This may not be as rare as thought. It happened to me after stopping Gilenya. My liver enzymes increased way above normal so my doctor advised me to stop Gilenya and switch to Ocrevus. But they wanted my total lymphocytes to return to more normal levels first. I stopped G in early March and the 3rd week in April had a debilitating relapse that put me in the hospital. The resident neurologist did not think it was MS related so treated me for severe labyrinthitis. I needed 3 months of in home physical therapy to be able to function at all as I had vertigo, dizziness, double vision, balance issues, and nystigma in both eyes. I had another less serious relapse in late October, which included the eye problem, the balance plus facial numbness, and this time I saw my MS neuro, who promptly packed me off for 3 days of intravenous corticosteroids. And told me he strongly suspected the earlier incident was a relapse, despite what the hospital doc said. The steroids stopped the relapse and reduced some of the lingering eye focus issues I still had. My balance and eyesight have not returned to pre-relapse condition.
    I start Ocrevus treatment tomorrow. The lapse was unavoidable but could have been managed better if the hospital had been able to connect the dots between the stopping of Gilenya and the relapse risk.
    I lost some ability to function and a lot of my independence. The FDA needs to get the warning out widely to all healthcare providers. Anyone with MS showing severe disability who has recently stopped taking Gilenya should be a red flag.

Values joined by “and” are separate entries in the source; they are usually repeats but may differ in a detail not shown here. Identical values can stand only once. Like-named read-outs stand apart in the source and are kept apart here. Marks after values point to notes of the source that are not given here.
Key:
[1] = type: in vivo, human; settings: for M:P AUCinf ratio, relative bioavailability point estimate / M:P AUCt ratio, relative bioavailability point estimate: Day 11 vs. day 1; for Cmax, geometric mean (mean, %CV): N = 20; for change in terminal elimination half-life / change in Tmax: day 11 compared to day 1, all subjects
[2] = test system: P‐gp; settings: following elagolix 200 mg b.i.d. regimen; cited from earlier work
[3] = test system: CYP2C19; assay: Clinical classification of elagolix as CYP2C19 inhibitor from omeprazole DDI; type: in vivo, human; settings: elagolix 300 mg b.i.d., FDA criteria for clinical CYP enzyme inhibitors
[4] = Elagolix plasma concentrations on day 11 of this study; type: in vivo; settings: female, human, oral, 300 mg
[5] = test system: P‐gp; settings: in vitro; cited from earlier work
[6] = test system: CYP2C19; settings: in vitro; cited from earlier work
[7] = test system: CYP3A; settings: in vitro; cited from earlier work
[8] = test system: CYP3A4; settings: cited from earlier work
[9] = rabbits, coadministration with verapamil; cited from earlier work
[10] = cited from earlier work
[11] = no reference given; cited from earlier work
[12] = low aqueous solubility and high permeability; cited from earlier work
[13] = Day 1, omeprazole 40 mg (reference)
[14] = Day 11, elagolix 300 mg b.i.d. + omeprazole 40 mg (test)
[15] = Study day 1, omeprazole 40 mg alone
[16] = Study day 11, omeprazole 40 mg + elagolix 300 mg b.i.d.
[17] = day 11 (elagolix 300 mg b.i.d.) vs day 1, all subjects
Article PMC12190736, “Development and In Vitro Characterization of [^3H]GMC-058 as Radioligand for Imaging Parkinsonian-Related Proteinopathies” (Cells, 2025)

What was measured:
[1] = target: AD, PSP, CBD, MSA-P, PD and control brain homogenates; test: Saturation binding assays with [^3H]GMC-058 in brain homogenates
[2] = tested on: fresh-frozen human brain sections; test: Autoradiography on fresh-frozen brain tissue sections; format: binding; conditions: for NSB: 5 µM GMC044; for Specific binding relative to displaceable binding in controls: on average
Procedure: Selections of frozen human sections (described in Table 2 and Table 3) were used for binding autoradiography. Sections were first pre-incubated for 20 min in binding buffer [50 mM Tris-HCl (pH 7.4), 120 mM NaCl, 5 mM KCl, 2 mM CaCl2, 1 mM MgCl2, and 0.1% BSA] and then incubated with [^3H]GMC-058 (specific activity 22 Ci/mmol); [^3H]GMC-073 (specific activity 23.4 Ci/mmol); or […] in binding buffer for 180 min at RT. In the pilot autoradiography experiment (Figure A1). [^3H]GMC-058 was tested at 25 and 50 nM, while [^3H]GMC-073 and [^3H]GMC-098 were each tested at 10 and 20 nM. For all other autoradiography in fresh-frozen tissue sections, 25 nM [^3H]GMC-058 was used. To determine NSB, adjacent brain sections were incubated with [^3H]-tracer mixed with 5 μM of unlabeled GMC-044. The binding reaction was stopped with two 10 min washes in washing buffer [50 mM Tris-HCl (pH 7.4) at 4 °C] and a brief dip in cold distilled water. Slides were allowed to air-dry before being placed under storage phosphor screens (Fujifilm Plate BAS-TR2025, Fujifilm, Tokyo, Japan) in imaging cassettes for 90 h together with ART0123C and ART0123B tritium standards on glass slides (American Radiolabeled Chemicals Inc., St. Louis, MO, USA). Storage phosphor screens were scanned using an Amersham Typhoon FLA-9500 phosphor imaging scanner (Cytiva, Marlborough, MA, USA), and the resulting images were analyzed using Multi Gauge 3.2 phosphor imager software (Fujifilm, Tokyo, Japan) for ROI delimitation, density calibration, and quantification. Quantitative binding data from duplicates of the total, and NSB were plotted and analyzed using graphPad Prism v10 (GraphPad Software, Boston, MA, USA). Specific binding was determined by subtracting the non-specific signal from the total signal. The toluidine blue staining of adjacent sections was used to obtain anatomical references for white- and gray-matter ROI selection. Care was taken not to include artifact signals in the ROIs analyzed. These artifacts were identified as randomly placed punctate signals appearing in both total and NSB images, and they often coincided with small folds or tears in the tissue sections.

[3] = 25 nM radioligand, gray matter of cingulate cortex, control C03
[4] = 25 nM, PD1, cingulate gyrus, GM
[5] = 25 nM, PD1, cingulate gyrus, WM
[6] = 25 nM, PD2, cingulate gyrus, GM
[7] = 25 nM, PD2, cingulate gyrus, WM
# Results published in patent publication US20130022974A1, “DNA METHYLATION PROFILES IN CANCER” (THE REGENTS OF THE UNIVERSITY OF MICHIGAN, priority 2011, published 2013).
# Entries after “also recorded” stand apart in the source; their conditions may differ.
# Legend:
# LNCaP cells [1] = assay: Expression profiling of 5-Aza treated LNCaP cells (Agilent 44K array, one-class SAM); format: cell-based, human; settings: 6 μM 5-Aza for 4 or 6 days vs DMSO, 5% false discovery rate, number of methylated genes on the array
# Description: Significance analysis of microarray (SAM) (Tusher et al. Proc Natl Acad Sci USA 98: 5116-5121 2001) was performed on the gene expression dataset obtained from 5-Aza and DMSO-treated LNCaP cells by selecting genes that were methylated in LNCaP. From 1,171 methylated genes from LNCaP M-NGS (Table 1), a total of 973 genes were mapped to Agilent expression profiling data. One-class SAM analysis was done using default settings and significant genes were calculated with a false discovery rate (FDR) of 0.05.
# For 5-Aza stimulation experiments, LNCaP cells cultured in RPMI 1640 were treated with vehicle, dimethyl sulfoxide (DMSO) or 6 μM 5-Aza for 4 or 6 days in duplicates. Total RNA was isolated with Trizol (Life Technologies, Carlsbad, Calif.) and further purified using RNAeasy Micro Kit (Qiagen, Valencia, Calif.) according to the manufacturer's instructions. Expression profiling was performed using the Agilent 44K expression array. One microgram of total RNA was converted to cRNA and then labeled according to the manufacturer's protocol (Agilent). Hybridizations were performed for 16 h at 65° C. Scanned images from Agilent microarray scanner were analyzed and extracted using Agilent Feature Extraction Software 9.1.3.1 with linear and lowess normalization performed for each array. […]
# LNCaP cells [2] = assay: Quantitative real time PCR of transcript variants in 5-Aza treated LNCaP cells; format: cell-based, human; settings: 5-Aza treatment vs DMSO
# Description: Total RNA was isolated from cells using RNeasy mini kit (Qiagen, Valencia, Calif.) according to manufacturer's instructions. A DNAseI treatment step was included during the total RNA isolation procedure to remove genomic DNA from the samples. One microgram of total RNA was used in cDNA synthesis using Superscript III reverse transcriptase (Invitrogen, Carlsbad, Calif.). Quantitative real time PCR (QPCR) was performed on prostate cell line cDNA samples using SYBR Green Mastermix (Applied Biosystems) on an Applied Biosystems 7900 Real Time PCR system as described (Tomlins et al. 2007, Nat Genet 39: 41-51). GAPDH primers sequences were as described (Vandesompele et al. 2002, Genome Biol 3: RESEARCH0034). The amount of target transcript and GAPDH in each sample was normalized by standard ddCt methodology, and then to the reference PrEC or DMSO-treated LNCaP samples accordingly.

2. Devon Gillings says:

    I used Gilenya from the beginning when it was approved up to about a little over a year ago when I stopped. I have had a quite a few of the same issues that have been reported and shared. I have since been using Occrevus which has not been helping so I hope to find a new treatment soon.

  3. Debbie says:

    I stopped taking Gilenya to begin treatment with Ocrevus. My first treatment was last October. I had a seizure in February of this year which they said was caused by the Ampyra I was taking. They immediately stopped it also, so not sure if my worsening condition is from stopping the Gilenya or the Ampyra, or neither and just progressing. Mostly in a wheelchair now with worse left leg and left arm. Concerned with possibility of PML.

  4. Nik C says:

    100% what has happened to me. Was off it for 4 months then had worst relapse I ever had in 12 years. Been given the run around for too long to start new treatment.
    Wish I had known before Gilenya was stopped so that I could have had a say or a bit of control of what has happened to me. Last 5 months have been HELL

  5. Vender says:

    Omg. NOOOO! I’ve been trying to figure out why my MS has been such hell the past six months. I just figured I was progressing. Like all of you I switched to Ocrevus hoping it would be better. Has anyone seen any improvement with Ocrevus?
    Wow! I love being a test subject.